You might find it surprising that Nintendo went out and found a competition-standard chess program to build its budget-price Touch Generations chess game on. I didn't. What I found surprising was that it built the game around the loop chess engine, which came a pathetic third in the 2007 Amsterdam ICGA Tournament. What's wrong, Nintendo? Rybka's UCI chess engine a bit too expensive for you? I thought you played to win these days?
What I also found surprising - and a bit disappointing - is that you can't put your Miis into Wii Chess, or customise chess sets in any way. A puzzling oversight given all the money they saved only getting the third-best chess engine in the world to power the computer players. My carefully staged plans for a Eurogamer chess set with me as king, Ellie as queen and Bertie as the bishop behind a row of Dans who put the screenshots up are now useless.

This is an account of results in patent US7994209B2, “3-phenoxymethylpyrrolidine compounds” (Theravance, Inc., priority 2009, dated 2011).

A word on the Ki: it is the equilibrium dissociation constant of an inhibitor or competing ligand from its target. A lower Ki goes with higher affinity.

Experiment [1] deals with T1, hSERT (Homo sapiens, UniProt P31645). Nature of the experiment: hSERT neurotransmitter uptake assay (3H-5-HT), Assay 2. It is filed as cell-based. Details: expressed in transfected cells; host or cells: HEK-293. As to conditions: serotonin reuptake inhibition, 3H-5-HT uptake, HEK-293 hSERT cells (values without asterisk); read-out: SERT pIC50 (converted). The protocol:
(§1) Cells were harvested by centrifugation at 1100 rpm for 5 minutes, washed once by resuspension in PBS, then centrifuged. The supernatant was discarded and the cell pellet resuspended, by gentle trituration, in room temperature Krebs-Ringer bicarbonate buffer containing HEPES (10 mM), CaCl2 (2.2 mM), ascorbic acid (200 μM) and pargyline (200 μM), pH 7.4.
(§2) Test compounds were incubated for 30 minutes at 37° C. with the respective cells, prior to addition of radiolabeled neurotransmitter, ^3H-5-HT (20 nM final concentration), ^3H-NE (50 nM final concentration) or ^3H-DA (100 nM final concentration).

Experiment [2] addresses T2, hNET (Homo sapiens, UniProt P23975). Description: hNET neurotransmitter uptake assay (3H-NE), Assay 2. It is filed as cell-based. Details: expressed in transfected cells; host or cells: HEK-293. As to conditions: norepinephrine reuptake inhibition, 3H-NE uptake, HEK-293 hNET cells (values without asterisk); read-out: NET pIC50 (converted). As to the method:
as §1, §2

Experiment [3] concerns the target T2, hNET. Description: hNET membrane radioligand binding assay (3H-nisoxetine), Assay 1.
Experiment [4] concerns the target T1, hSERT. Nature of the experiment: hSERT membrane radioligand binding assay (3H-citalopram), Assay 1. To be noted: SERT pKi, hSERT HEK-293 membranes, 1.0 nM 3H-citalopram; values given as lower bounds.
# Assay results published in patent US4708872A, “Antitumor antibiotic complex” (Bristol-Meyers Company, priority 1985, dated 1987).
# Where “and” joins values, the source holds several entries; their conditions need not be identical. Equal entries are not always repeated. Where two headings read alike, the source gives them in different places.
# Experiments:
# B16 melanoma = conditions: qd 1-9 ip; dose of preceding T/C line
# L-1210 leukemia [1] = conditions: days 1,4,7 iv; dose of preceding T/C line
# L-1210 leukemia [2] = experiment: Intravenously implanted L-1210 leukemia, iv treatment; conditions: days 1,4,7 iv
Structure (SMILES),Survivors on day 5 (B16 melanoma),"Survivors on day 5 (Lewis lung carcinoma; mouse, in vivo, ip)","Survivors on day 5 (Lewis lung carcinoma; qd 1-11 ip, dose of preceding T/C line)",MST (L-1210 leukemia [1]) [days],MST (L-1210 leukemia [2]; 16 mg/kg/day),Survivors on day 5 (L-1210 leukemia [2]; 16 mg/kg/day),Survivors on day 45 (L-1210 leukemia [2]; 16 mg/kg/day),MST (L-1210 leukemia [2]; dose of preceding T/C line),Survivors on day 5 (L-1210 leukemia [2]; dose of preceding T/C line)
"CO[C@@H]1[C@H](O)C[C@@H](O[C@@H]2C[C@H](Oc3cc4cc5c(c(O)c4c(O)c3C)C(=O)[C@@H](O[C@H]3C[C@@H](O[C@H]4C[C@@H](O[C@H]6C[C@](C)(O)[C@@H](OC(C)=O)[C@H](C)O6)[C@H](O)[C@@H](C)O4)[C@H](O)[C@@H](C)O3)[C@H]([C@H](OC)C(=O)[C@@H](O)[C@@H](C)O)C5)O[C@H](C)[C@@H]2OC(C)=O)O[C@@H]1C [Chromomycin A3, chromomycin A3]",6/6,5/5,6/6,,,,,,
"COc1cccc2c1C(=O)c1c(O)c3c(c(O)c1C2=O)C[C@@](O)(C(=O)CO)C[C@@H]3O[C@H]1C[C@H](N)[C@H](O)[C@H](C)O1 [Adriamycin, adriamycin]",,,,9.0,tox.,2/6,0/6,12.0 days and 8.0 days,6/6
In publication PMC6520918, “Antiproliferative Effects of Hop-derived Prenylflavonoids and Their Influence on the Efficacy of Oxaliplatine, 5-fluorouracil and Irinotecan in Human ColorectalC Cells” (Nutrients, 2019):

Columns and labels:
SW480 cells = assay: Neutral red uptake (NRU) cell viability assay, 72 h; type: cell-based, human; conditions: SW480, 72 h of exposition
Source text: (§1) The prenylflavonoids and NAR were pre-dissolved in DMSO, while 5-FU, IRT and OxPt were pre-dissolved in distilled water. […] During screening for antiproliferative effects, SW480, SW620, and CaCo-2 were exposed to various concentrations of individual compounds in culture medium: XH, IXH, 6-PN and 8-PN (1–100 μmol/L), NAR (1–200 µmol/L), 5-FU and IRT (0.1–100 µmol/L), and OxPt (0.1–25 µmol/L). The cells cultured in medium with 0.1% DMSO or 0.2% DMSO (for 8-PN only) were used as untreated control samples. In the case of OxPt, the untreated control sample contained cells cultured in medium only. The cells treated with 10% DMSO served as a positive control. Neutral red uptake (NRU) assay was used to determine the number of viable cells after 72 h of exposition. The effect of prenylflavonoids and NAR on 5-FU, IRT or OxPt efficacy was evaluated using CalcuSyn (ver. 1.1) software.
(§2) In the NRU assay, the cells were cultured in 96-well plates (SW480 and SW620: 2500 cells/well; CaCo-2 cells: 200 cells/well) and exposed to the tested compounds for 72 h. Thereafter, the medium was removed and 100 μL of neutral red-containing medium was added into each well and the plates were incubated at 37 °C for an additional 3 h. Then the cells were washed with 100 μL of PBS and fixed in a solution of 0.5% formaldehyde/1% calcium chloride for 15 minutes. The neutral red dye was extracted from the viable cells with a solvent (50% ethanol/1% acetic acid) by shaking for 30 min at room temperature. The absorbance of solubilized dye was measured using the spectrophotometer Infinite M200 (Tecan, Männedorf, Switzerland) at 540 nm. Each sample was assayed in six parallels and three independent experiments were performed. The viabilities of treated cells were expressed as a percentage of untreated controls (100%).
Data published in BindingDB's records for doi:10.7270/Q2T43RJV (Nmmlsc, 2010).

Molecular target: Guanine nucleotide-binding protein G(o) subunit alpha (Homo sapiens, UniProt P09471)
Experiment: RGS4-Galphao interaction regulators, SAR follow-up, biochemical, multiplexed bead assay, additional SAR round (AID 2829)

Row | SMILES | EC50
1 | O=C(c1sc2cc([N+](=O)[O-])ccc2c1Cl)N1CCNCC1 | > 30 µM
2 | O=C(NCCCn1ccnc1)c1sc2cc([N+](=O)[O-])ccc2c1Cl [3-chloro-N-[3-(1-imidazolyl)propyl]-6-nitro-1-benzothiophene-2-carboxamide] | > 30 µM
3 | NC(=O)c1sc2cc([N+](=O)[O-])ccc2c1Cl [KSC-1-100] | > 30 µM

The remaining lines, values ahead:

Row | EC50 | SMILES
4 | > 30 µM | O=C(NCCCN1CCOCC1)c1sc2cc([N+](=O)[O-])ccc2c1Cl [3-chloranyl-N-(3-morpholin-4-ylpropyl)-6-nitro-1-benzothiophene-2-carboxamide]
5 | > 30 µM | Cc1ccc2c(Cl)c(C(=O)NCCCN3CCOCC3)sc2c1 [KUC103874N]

Slightly less surprising is that you don't actually control the game by standing up waving the Wiimote around. In fact, the pointer isn't used at all. You control the game one-handed, selecting pieces with the A button and moving them with the d-pad. Pressing B when you're holding a piece cancels the move, and pressing B at other times brings up a menu allowing you to quit, give up, receive a hint, cancel the last move, save your game and so on. When you highlight a piece, the game also shows you its potential movements (although you can turn this off).